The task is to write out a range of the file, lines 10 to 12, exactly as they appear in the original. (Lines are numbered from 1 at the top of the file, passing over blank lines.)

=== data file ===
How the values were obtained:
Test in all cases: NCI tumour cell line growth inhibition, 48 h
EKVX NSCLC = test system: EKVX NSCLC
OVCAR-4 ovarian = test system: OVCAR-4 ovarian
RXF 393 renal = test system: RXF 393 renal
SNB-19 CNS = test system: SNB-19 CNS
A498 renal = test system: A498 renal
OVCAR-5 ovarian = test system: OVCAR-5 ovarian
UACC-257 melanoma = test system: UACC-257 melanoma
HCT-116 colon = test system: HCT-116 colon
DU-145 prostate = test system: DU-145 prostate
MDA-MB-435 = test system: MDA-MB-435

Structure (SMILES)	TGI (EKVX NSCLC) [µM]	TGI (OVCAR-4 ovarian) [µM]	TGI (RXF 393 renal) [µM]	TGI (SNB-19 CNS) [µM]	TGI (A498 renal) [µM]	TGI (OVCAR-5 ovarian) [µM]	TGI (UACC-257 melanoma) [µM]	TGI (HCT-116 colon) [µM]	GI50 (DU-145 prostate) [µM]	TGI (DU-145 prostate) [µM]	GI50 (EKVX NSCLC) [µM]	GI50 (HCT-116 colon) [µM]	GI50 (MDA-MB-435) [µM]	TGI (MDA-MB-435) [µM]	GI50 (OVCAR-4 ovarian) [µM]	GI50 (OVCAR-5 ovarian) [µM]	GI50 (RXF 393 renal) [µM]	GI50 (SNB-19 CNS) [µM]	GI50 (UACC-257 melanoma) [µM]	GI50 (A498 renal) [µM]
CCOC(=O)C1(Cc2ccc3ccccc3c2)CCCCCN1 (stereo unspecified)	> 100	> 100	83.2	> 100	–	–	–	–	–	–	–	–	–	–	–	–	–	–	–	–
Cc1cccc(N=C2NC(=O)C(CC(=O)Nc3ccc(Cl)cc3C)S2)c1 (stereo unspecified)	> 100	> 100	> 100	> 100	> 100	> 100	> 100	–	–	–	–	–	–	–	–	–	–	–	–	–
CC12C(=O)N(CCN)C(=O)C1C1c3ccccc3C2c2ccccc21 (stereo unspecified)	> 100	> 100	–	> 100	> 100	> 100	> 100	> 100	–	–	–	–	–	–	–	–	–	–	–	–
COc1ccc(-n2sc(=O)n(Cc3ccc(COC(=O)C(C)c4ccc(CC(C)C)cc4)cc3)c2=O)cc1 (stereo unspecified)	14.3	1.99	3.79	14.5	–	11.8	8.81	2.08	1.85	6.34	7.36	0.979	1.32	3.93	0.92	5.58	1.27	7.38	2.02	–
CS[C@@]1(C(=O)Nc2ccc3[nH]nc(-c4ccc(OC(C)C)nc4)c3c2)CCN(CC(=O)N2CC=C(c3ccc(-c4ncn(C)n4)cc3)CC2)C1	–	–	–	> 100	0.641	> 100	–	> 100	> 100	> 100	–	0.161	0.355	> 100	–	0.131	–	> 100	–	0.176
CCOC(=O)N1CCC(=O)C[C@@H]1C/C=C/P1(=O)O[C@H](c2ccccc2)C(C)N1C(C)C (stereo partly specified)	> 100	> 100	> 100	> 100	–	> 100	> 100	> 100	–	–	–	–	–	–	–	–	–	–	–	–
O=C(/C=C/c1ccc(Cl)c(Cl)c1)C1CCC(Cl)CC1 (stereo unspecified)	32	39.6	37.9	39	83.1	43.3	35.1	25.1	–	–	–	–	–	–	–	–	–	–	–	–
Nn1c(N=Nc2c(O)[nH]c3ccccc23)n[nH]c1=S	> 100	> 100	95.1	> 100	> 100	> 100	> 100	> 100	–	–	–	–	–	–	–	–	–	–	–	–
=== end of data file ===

HCT-116 colon = test system: HCT-116 colon
DU-145 prostate = test system: DU-145 prostate
MDA-MB-435 = test system: MDA-MB-435